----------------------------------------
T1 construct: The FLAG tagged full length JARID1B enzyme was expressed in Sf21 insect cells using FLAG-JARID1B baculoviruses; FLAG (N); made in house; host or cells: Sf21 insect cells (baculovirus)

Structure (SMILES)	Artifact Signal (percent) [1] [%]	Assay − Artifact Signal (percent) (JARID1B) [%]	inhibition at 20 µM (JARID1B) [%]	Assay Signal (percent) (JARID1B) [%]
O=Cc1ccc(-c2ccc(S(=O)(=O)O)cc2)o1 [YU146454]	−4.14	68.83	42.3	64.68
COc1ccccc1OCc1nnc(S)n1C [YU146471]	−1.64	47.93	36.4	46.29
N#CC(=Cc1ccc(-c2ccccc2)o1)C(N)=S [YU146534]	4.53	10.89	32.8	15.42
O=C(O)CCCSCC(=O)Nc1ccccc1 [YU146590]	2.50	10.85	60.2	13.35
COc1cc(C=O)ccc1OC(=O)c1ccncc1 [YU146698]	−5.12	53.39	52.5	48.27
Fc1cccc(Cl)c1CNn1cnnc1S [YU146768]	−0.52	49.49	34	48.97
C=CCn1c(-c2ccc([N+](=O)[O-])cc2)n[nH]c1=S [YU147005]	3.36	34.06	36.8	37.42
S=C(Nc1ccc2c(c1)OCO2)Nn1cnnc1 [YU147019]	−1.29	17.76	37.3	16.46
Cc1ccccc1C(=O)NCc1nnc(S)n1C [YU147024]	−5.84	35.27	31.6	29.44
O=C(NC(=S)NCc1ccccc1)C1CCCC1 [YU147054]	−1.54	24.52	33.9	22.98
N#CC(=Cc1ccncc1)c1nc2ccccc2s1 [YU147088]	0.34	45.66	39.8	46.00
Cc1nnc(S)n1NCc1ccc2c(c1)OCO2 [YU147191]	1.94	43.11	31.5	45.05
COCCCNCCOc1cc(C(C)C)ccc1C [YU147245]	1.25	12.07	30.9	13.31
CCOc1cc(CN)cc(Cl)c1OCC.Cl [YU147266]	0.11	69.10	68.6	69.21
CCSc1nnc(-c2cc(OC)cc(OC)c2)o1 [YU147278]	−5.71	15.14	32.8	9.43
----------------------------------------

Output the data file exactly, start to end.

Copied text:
T1 construct: The FLAG tagged full length JARID1B enzyme was expressed in Sf21 insect cells using FLAG-JARID1B baculoviruses; FLAG (N); made in house; host or cells: Sf21 insect cells (baculovirus)

Structure (SMILES)	Artifact Signal (percent) [1] [%]	Assay − Artifact Signal (percent) (JARID1B) [%]	inhibition at 20 µM (JARID1B) [%]	Assay Signal (percent) (JARID1B) [%]
O=Cc1ccc(-c2ccc(S(=O)(=O)O)cc2)o1 [YU146454]	−4.14	68.83	42.3	64.68
COc1ccccc1OCc1nnc(S)n1C [YU146471]	−1.64	47.93	36.4	46.29
N#CC(=Cc1ccc(-c2ccccc2)o1)C(N)=S [YU146534]	4.53	10.89	32.8	15.42
O=C(O)CCCSCC(=O)Nc1ccccc1 [YU146590]	2.50	10.85	60.2	13.35
COc1cc(C=O)ccc1OC(=O)c1ccncc1 [YU146698]	−5.12	53.39	52.5	48.27
Fc1cccc(Cl)c1CNn1cnnc1S [YU146768]	−0.52	49.49	34	48.97
C=CCn1c(-c2ccc([N+](=O)[O-])cc2)n[nH]c1=S [YU147005]	3.36	34.06	36.8	37.42
S=C(Nc1ccc2c(c1)OCO2)Nn1cnnc1 [YU147019]	−1.29	17.76	37.3	16.46
Cc1ccccc1C(=O)NCc1nnc(S)n1C [YU147024]	−5.84	35.27	31.6	29.44
O=C(NC(=S)NCc1ccccc1)C1CCCC1 [YU147054]	−1.54	24.52	33.9	22.98
N#CC(=Cc1ccncc1)c1nc2ccccc2s1 [YU147088]	0.34	45.66	39.8	46.00
Cc1nnc(S)n1NCc1ccc2c(c1)OCO2 [YU147191]	1.94	43.11	31.5	45.05
COCCCNCCOc1cc(C(C)C)ccc1C [YU147245]	1.25	12.07	30.9	13.31
CCOc1cc(CN)cc(Cl)c1OCC.Cl [YU147266]	0.11	69.10	68.6	69.21
CCSc1nnc(-c2cc(OC)cc(OC)c2)o1 [YU147278]	−5.71	15.14	32.8	9.43